Living in a small flat didn't stop Sir Edward Marsh (1872–1953) from amassing a huge collection of pictures.
Once he had covered his walls from floor to ceiling, Eddie, as he was known to his many friends, started screwing frames to doors (both sides) and then, as his spending spree continued, began lending to galleries. Finally, he gave most of his pictures away.
Some 350 works from Eddie's collection are now in public galleries across Britain. Thankfully, he dealt not only in quantity but quality. His monocled eye was drawn to the brushwork of a brilliant generation of former Slade students including Stanley Spencer, Mark Gertler and Paul Nash. By the outbreak of the Second World War, he had assembled a magnificent collection of modern British art.
Marsh started by collecting old English masters such as Girtin and Cotman but changed direction when, in 1911, he bought Parrot Tulips by Duncan Grant. Now in Southampton City Art Gallery, it was his first notable purchase by a living artist. He never looked back. 'To buy an old picture did nobody any good except the dealer; whereas to buy a new one gave pleasure, encouragement and help to a man of talent, perhaps of genius,' he wrote in his memoirs.
As a senior civil servant, including 23 years as Winston Churchill's private secretary, Eddie wasn't enormously wealthy but he delighted in helping young artists. One of his forebears was Spencer Perceval, the Prime Minister who was assassinated in the House of Commons in 1812. Several generations later his family, including Eddie, continued to receive compensation and what Eddie described as his 'murder money' was invariably spent on paintings.
Mark Gertler was a favourite protegé. He bought Jewish Family, bequeathed to the Tate, after visiting his studio in Whitechapel in 1913 and when war broke out gave the struggling artist a monthly allowance. Eddie also bought from Gertler's great friend John Currie and visited him in hospital when Currie shot himself after killing Dolly Henry, his lover. Marsh acquired a portrait of Dolly, Girl with a Red Necklace, now in The Potteries Museum and Art Gallery.
In 1913 Currie and Gertler introduced Eddie to Stanley Spencer from whom he acquired Apple Gatherers, which Marsh donated to the Tate in 1946 to celebrate the end of the Second World War. Completed before he had his first exhibition, Spencer considered it his first ambitious work.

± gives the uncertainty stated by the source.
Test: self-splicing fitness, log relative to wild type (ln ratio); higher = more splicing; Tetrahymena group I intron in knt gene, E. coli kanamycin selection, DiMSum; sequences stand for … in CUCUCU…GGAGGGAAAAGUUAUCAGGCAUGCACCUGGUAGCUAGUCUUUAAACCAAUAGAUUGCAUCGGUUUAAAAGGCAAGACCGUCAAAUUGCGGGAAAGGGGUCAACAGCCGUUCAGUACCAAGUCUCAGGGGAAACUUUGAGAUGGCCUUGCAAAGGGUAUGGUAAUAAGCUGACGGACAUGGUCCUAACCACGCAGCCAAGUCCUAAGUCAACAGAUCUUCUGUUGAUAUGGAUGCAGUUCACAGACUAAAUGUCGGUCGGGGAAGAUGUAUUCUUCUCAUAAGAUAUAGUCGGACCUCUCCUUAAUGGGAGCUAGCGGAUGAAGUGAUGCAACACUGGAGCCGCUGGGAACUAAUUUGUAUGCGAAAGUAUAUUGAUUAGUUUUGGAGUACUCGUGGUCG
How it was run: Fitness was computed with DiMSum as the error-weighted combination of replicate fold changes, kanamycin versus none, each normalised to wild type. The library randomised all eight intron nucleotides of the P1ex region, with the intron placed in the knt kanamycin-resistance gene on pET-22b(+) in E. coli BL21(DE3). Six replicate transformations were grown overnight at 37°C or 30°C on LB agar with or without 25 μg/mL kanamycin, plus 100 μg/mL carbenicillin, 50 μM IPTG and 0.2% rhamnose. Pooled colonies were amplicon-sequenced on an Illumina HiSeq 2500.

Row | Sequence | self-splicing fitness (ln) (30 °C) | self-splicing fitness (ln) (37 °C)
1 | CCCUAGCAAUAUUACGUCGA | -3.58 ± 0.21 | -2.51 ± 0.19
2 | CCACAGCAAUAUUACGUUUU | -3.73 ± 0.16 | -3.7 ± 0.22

Marsh describes a visit to Spencer's family home in Cookham where he was overcome with the 'lust of possession' after seeing a large self portrait, now also in the Tate.
Many of Eddie's artist friends took advantage of the spare bedroom in his London flat at Gray's Inn. The Nash brothers, Paul and John, were frequent visitors. John remembers sleeping in a narrow bed beneath Spencer's Apple Gatherers 'threatening, as I thought, to fall on me.' Eddie bought John's painting The Cornfield, now in the Tate. Much reproduced, it was one of Eddie's favourite purchases.
John Nash's The Cornfield is on display in #WWIAftermath, following the removal of old varnish from its surface. The work has been returned to its true nature (John didn't varnish his paintings) & has regained its colouring, crispness & depth of field.https://t.co/sEU1DNUOgH pic.twitter.com/ZmaW5gIVJD— Tate (@Tate) June 5, 2018
Marsh also bought at least 10 pictures from Paul Nash, who said: 'He was the first real collector I had met and I remember thinking to myself if all collectors collect in this way we shall all live happily ever afterwards.' The pair remained lifelong friends and when Eddie moved to his last flat in Chelsea, Paul Nash's November Moon, now in The Fitzwilliam Museum in Cambridge, had pride of place in his sitting room.
Eddie encouraged writers as well as painters, editing several anthologies of poetry and enjoying close relationships with Rupert Brooke, Siegfried Sassoon, D. H. Lawrence and many others. This, combined with his political and social connections, enabled him to introduce artists to other potential buyers.
From 1917 until his death he was a committee member of the Contemporary Art Society which he chaired from 1936 until 1952. The CAS continues to supply artworks to British galleries and museums. He was also a trustee of the Tate.
According to his biographer, Christopher Hassall, between the wars Marsh corresponded with 86 artists, about 30 of whom knew him as a regular visitor to their studios. He would ask artists he admired to recommend the work of others and took special delight in launching careers. Often, as was the case with Ivon Hitchens, he was the first to buy their work. The Miller's Cottage, now in the Alfred East Art Gallery in Kettering, was one of 250 pictures left to the CAS in his will – pictures which were later distributed to galleries across Britain.
In 1945 another of Marsh's protegés, Leonard Appelbee, encouraged him to become his neighbour in Chelsea where he painted a portrait of the 74-year-old collector. Marsh had bought from Appelbee's first exhibition in 1938 and now the younger man was helping him move into his last home.
'The rooms were small but I well remember hanging all but a few of his collection; there was no need for paint or wallpaper for no wall could be seen... I fully realise the debt owed to this man who encouraged so many young painters to find their way in spite of the jungle of the art world.'
Lovers of modern British art have reason to be grateful to him too.
James Trollope, author and columnist
James Trollope's book on another Marsh protegé, Rudolph Ihlee (1883–1968), will be published by Lund Humphries in 2022